Snakebit no more?

Is ACG Fifth & Main's antivenom? Atlanta investors see opportunity, take long view at East Nashville condos

If there's a visual metaphor for a reset, this is it.

In a spare and hidden upstairs breakroom, David Lang sits at Fifth & Main's "conference table" — actually a simple, round, pressboard piece of furniture. Lang, an ACG Equities principal and managing director of the company's Atlanta office, drives from the Georgia capital to his company's newest investment at least once a week. ACG, which has its primary offices in Chicago, bought the troubled East Nashville condo complex at auction earlier this month for $11.2 million. Unit sales are expected to resume next month.

Lang is ready and says the complex is, too. But he readily acknowledges what Nashville real estate watchers have whispered about for three years: The project was snakebit.

"But snakebit applied to anybody who opened around that time," he said.

It wasn't a fault of the project's construction — which he readily and frequently praises — and he's optimistic about the submarket. But recessions don't care about high-quality work and private lenders weren't convinced that the east side is the next-big-thing. Not with the housing market falling apart.

No matter. ACG, which specializes in total equity multifamily buys, saw some value. But first, they had to get realistic about the prices.

When Fifth & Main units were first offered in 2007 — and 110 went under contract fairly briskly — they were priced at about $275 per square foot, some $100 per square foot less than similar projects in the glitzier Gulch. Prices have dipped since then, of course. At the Gulch, things are down in the high $200s and, before it emerged from receivership, the court-appointed steward at Fifth & Main was offering units at 25 percent off. But focused on covering their $47 million building cost, the project's backers still hadn't really adjusted their prices.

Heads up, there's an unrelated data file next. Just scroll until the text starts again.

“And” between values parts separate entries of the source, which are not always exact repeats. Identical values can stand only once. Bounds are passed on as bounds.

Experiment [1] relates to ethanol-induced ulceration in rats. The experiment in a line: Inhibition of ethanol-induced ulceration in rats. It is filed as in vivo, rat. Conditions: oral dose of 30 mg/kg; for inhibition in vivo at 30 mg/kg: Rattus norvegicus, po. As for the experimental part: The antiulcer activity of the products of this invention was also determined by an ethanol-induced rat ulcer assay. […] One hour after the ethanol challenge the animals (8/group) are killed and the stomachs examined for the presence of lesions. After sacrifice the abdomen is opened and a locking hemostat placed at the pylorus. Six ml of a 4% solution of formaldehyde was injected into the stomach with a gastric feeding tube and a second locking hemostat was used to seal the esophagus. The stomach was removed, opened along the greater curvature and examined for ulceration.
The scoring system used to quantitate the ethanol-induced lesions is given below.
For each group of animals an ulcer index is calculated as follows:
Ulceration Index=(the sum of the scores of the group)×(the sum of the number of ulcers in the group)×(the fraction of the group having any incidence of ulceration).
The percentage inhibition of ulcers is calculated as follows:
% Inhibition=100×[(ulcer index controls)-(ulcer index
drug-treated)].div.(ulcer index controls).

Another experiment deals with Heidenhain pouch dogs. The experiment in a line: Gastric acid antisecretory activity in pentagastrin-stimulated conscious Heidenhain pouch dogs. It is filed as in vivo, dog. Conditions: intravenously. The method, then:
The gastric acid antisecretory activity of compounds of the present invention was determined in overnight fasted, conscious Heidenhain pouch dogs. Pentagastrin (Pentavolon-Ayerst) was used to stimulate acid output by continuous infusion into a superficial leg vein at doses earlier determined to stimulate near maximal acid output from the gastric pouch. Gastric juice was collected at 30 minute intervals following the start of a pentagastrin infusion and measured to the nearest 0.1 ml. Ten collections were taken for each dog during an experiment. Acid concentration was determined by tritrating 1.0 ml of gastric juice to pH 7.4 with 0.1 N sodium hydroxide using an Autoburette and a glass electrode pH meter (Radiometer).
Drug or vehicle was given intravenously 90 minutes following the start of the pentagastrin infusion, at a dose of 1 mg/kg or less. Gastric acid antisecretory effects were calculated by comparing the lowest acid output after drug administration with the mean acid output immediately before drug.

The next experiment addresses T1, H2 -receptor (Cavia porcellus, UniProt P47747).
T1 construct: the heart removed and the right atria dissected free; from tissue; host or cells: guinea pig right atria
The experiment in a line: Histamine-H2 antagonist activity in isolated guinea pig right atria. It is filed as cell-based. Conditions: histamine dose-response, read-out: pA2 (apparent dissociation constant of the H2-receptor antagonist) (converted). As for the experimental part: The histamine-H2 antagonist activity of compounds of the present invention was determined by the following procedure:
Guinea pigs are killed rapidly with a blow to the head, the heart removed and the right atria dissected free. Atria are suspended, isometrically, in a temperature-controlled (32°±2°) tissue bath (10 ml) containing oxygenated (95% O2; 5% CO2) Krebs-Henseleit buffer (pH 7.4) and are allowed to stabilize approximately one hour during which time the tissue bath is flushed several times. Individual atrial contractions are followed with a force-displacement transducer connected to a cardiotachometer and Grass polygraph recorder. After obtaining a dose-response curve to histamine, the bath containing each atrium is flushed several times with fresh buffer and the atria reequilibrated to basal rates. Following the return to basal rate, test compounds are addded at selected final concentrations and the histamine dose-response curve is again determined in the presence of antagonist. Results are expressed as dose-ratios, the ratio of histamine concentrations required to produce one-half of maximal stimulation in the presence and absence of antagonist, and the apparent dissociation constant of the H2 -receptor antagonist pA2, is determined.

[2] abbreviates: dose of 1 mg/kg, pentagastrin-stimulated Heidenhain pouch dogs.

With a new owner has come a new philosophy and will come a total price reset when units head back to the market in the coming weeks. Lang didn't disclose the new price-per-square-foot number, but expectations are in the $140-$150 range, giving ACG $60-$70 back per square foot. Those numbers don't include the equity firm's commitment to maintain 23 units as affordable housing, which will be priced based on the federal guidelines.

There's also the matter of the first-floor commercial space. The only occupant of the 27,000 square feet of retail and office commercial space is restaurant Allium. Lang has engaged Colliers International, the former NAI Nashville, to handle filling the ground floor.

"We think we got the right group," he said, but patience, as always is a virtue. Lang says much of the difficulty from attracting commercial users was low loan availability.

"We have the ability to put in tenant improvements, so we should be able to provide those funds," he said.

There's a perception, fair or not, that Fifth & Main, coming in as it did when higher-profile (and many said, better located) projects on the west side also came online. And fair or not, East Nashville does have a reputation as a destination for a younger crowd, more apt to rent than own. Plus, the trendy bars and restaurants of Five Points are several blocks from the decidely more modest cell phone stores and gas stations of Main Street.

But Lang says Fifth & Main can overcome that. For one thing, its views of downtown aren't likely to be impeded by an interloping high rise tower, as famously the Icon blocks Terrazzo. Even the complex's location near interstate isn't a downer for Lang.

"We're not hidden," he said, drolly. "People drive by all the time."

And with the reset, maybe those young, hip renters will become young, hip buyers.

"At $330 a square foot, there's a barrier to entry and maybe you have to be in your thirties. With the values being reset, I think some younger people will take a look," he said. "They may, they may not."

Lang gives the impression that ACG is at Fifth & Main for the long haul. With a total cash buy that's not beholden to every blip or wave in the market, it's a change from the hair-pulling and uneasy market-watching that has hounded the project until now.